Progressive apps are already taking the web by storm, but they’re far from perfected. Designing an effective PWA is easier said than done. Currently, on the Google Lighthouse web quality measure, according to a survey, only 1% of PWA’s score a 60/100 or higher. But rather than a detriment, this is a huge opportunity for developers to distinguish themselves and create the best PWA experience.

PWA development can be made easier with the right tools. That’s where Kony comes in. Kony Quantum is the only low-code development platform that supports PWAs. Kony Quantum provides low-code without limits, a next-generation low-code app development platform that delivers rich digital experiences. It follows guidelines set by Google Lighthouse, so if developers work with Kony Quantum to meet all the requirements, they should be able to achieve a 100/100 score for PWA specifications. The Kony Quantum platform is downloadable for free. Users can also go to Kony Base Camp, a centralized hub of developer resources and community.

Key pain points that companies face:

  • Website- Since each browser-type has different features and benefits, to create a website compatible with all browsers, the development (and resulting user experiences) had to be reduced to the lowest common denominator, making the creation of a rich user experience impossible.
  • Native app- The need for constant connectivity (WiFi); making changes to app required the slow process of re-publishing to the App store, and then customers had to install (or reinstall) the app, causing an unnecessary bottleneck to the experience app developers wanted to provide.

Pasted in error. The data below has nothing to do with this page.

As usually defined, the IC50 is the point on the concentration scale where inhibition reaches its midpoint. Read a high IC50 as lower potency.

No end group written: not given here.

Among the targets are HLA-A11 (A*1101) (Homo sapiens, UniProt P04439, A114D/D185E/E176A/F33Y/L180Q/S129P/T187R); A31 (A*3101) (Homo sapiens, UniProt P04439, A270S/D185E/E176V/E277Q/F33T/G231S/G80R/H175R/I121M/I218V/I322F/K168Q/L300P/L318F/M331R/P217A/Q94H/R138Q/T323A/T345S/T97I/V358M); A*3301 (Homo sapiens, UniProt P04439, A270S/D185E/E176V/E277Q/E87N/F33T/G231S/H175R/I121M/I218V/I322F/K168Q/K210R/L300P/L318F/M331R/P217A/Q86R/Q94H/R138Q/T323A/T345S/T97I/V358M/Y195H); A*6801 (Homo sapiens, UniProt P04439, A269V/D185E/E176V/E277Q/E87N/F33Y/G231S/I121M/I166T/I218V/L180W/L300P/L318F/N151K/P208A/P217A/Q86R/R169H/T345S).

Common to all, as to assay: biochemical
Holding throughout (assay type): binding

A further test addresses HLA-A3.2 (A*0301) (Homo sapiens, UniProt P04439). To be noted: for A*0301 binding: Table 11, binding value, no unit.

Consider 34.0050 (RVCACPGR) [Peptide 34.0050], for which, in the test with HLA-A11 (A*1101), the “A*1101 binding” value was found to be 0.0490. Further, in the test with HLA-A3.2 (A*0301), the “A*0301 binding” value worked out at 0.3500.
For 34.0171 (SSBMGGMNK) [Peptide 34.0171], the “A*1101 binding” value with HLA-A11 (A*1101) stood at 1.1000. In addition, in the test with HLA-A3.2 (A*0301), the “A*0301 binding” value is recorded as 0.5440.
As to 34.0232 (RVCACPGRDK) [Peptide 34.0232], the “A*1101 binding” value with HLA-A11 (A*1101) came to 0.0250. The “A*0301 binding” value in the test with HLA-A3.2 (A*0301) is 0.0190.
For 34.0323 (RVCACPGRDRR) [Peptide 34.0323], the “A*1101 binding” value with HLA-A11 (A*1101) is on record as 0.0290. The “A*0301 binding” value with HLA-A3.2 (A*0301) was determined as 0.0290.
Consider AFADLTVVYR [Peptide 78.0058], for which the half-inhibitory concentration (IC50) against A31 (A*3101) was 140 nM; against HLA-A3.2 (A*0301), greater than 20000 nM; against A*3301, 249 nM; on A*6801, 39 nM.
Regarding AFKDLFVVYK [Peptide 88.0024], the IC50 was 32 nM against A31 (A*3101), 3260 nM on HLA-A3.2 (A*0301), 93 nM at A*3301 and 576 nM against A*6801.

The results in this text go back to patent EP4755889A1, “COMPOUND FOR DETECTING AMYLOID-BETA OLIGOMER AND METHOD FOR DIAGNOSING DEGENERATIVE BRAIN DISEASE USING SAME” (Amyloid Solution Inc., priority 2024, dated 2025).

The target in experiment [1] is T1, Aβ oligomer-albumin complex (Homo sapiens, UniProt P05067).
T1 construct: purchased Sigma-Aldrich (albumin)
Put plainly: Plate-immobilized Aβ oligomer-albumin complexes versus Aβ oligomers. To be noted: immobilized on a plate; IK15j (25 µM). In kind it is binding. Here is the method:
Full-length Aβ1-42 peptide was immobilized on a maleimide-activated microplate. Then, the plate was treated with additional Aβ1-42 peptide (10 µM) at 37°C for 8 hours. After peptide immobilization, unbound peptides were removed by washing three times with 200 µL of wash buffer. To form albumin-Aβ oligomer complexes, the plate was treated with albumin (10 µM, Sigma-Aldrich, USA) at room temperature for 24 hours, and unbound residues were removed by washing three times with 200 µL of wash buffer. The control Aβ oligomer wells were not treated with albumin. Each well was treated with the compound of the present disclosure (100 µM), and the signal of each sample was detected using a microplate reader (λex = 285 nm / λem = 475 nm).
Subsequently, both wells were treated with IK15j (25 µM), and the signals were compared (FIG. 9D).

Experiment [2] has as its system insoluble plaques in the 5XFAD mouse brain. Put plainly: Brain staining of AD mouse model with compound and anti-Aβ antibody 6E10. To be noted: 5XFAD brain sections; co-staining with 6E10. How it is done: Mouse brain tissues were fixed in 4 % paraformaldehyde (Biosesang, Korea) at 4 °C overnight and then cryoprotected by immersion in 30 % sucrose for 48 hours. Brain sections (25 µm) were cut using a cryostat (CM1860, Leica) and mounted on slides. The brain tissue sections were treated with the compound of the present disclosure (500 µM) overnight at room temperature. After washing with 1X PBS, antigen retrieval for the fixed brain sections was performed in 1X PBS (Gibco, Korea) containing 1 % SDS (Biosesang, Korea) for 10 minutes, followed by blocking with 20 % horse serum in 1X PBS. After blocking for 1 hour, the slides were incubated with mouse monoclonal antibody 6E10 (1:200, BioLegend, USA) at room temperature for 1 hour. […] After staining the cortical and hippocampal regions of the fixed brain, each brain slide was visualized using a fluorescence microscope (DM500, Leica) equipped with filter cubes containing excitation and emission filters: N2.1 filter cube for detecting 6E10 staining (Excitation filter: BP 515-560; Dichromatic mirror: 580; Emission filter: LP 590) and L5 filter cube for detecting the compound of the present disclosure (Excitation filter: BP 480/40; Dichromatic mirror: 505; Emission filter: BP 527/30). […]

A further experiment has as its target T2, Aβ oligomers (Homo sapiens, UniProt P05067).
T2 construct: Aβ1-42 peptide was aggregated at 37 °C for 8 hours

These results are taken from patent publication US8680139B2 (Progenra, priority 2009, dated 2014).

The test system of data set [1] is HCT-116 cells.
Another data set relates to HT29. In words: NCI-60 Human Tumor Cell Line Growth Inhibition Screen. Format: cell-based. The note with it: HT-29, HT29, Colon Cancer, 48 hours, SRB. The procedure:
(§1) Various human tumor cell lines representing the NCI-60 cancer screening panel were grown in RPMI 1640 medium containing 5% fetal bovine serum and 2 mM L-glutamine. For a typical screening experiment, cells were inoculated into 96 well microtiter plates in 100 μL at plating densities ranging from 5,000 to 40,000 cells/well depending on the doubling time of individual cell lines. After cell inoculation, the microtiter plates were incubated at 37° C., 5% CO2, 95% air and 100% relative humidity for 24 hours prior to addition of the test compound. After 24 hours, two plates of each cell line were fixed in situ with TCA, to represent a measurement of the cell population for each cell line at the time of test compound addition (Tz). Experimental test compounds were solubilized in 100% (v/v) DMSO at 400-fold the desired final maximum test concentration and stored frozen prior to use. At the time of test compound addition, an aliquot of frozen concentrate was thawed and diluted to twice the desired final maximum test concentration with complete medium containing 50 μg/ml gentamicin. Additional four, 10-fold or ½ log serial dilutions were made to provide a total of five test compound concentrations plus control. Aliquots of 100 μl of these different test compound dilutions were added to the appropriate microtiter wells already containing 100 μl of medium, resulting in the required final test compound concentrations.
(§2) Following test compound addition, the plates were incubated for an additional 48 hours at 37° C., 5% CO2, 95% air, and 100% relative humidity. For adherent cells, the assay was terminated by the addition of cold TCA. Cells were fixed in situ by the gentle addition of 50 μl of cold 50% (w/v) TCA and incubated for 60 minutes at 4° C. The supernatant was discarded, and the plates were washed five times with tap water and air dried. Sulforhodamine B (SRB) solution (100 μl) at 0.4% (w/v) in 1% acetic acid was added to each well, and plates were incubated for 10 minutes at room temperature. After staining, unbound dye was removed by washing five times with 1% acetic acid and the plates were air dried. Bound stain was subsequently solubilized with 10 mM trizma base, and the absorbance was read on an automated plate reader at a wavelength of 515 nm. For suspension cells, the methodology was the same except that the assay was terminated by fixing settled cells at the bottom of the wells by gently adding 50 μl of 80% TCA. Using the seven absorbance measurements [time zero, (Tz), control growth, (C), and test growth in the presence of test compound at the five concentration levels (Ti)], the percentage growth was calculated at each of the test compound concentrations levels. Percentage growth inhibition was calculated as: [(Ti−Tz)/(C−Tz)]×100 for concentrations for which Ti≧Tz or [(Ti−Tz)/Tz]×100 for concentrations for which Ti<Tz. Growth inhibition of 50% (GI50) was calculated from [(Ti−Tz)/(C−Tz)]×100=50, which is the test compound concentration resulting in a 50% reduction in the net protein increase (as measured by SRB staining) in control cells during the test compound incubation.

To address these pain points, Kony Quantum can help users design a Progressive Web App that allows customers to experience rich images and videos quickly, caching them in the background for viewing offline. Most developers are frustrated with having to design separate apps for desktop and mobile devices. Using Kony Quantum, users can design one app that allowed for instant access via desktop or mobile device–across all platforms.

While organizations will continue to have the need for Native Apps to provide exceptional experiences, Progressive Web Apps will help them improve user engagement. They can do this by adding an additional PWA channel or by upgrading their current web applications to PWAs. The three major app platforms—Microsoft, Google and Apple—are all pushing PWAs. Developers need to act now in order to get ahead of the curve. Through mobile browsing habits and PWA statistics, users have already made their mobile app preferences known. Many developers are already realizing that PWA will become the standard in the future, as a result the pace of PWA adoption is rapidly increasing.

Faizan Khalidi is a Senior Director of Product Management at Kony, Inc. As a member of the Kony’s AppPlatform Product Management team, he is responsible for the front-end design & development platform including Kony Visualizer and the Native & Web frameworks. Before his current role, Faizan held engineering and architect roles in the Services and the Product organizations. He holds a master’s degree in Software Engineering and a bachelor’s degree in Computer Science Engineering and is based in Orlando, FL. Follow him on Linked in at Faizan Khalidi.